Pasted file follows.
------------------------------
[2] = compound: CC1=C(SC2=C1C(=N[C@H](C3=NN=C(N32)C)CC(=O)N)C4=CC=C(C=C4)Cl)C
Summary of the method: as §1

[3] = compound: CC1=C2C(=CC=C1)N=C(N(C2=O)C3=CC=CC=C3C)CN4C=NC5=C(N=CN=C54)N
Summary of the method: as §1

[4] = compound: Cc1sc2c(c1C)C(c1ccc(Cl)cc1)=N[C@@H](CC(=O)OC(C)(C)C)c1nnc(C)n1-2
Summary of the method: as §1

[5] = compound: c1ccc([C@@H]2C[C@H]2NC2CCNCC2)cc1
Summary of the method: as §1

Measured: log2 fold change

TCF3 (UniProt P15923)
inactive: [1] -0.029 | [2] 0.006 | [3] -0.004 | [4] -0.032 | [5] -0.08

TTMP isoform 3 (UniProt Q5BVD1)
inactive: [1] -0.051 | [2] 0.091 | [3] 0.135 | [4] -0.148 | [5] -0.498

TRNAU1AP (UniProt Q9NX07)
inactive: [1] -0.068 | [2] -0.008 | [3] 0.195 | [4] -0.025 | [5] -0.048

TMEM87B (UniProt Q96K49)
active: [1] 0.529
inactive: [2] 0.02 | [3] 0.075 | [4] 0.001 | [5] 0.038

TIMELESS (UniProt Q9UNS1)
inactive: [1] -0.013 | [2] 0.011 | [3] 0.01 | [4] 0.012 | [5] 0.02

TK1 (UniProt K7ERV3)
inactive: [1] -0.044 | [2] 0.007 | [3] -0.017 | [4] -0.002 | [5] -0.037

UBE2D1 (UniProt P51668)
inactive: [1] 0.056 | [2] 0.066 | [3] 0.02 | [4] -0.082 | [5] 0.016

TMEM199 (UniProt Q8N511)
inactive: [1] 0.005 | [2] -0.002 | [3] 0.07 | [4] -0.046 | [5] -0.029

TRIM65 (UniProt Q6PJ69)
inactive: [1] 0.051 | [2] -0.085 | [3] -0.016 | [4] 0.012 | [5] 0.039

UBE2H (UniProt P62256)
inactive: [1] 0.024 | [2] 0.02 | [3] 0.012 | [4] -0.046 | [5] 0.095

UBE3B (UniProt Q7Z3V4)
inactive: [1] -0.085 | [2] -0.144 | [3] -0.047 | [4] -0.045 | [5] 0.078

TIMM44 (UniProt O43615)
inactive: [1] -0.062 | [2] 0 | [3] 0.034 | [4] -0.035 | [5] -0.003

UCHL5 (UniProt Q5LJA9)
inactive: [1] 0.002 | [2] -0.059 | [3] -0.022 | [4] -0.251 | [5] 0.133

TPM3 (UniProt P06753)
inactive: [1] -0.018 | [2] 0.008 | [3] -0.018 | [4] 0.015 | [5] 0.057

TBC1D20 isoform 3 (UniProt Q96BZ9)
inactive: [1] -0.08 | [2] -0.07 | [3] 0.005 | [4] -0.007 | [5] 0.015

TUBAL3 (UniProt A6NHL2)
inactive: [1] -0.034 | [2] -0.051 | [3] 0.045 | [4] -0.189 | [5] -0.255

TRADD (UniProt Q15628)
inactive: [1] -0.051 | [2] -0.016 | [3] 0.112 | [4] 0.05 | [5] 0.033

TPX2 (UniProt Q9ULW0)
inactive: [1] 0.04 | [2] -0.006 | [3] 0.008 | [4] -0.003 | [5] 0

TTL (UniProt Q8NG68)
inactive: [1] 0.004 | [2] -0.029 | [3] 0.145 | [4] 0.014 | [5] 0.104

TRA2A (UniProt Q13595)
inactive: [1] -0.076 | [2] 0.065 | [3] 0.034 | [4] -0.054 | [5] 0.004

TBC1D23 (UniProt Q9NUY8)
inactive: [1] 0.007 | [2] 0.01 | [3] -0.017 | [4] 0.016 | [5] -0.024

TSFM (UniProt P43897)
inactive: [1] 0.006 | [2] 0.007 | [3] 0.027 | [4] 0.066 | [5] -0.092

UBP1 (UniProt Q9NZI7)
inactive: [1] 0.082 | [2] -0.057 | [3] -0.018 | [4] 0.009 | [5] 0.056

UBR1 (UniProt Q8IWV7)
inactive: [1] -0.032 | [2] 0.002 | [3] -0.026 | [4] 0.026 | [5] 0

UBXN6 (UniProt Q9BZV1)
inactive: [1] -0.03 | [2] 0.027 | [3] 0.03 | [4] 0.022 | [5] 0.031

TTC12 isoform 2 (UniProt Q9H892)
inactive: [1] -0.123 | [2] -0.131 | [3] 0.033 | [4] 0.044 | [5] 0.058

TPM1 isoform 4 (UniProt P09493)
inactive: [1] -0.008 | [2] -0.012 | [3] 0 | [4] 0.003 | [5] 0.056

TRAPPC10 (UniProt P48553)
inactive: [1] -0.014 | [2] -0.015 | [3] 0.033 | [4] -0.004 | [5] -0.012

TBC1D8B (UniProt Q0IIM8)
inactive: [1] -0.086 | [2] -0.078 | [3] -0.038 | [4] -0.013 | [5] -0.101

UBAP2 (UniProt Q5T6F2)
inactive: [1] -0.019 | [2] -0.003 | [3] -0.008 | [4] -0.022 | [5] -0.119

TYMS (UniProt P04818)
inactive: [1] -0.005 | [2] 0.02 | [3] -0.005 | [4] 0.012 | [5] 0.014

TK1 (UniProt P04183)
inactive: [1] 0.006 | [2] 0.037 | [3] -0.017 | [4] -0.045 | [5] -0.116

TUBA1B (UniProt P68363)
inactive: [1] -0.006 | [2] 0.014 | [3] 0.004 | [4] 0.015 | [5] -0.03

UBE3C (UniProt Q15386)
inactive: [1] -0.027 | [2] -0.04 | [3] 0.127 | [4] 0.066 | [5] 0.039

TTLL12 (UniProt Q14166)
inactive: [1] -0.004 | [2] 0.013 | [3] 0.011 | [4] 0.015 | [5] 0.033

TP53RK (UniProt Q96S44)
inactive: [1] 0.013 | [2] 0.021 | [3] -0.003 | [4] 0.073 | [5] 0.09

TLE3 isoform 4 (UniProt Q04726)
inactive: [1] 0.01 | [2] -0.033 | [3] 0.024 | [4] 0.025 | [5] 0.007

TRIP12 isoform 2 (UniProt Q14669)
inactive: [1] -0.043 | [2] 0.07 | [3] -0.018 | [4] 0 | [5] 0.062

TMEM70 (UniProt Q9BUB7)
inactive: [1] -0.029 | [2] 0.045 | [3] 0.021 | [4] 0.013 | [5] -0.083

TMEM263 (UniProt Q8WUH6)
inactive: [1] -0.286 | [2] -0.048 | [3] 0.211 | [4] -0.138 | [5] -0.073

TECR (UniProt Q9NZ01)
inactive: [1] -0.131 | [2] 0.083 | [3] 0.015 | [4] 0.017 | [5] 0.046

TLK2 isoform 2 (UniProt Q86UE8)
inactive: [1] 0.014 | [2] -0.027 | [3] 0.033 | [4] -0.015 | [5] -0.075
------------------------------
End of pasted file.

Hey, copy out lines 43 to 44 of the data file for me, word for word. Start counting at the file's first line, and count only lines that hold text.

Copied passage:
TRADD (UniProt Q15628)
inactive: [1] -0.051 | [2] -0.016 | [3] 0.112 | [4] 0.05 | [5] 0.033